Lagos..through a Londoner’s eyes
As the appeal of the Western World shrinks many British Nigerians are looking to Lagos as the next big place to be.
To many citizens of the chaotic metropolis that is Lagos, London is the land of milk and honey. London is the gift that keeps on giving: security, safety, healthcare and at the top on any Nigerian’s list, light! However, as Lagosians seem so keen on uprooting for London, many British Nigerians would quite happily take their place.
Many Nigerians find the idea of a mass exodus of British Nigerians to Lagos utterly absurd, however, to many Nigerians in Britain (specifically second generation young adults) the idea of returning to Lagos is very appealing. The reasons for this desire to return to their ‘homeland’ are vast. Firstly, and perhaps comically, many young British Nigerians do not view Lagos clearly. Their judgment is naively clouded by images of the Glo advert and Afrobeats songs about expensive boat clubs and champagne; of course, these images do correlate somewhat to Lagos living, but it is certainly not the full picture. Indeed, a privileged select few enjoy such a lavish lifestyle in their coveted Lagos Island postcode, however, in reality, the majority of Lagosians have a tougher experience.
However, this superficially pristine view of Lagos held by British Nigerians actually has deeper roots. Many of us feel profoundly connected to Africa on a personal and cultural level and with the recent economic boom in developing countries, such as Nigeria, we feel that our western expertise can be put to good use. As cities like Lagos enjoy economic success the Occidental World continues to get struck with a continuous stream of banking debacles. Is it really surprising that many in Britain may naively glorify Lagos as The New Promise Land after the Western World is failing so tragically? In fact, it has become somewhat of a new trend in Britain for second-generation immigrants to return to Africa. Most of these immigrants claim there are plentiful business opportunities in Nigeria compared to the shrinking economy of the West. Perhaps we can put this overly optimistic view of Lagos down to the fresh perspective of British Nigerians; we have never truly been bogged down with the hectic, and sometimes fatal Lagos life, therefore we view the city through a child’s eyes, full of hope, optimism and dreams.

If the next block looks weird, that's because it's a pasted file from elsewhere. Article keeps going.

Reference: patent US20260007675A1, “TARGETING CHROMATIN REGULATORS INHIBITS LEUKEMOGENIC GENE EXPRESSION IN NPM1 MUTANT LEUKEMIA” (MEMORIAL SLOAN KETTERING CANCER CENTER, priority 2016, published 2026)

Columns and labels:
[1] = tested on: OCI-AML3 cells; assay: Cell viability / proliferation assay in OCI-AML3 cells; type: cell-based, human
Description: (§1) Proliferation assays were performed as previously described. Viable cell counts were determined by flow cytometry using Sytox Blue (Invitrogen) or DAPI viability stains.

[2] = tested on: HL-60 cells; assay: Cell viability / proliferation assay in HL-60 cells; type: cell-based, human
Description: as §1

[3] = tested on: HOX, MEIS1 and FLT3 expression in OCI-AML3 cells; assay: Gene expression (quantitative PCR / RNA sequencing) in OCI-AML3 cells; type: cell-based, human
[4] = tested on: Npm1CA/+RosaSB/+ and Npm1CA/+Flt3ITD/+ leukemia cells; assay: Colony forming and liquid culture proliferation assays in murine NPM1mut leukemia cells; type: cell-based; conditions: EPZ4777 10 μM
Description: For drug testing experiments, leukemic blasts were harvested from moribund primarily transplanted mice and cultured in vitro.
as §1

The healthiest way to view Lagos is as a realist, being neither overly optimistic nor pessimistic. Lagos is a megacity in transition that is gradually making changes to be on par with the big players like New York and London. As glamorous as some of these changes may be, we must not be blind sighted by this new ‘sexy’ image of the city. There are still rudimentary issues the city must face, such as housing, crime and sanitation. As a result, it is dangerous to view Lagos too positively or too negatively; only when we decide to view the city from a realist’s perspective can we see it for what it really is, so as to transform it into the great megacity it can become.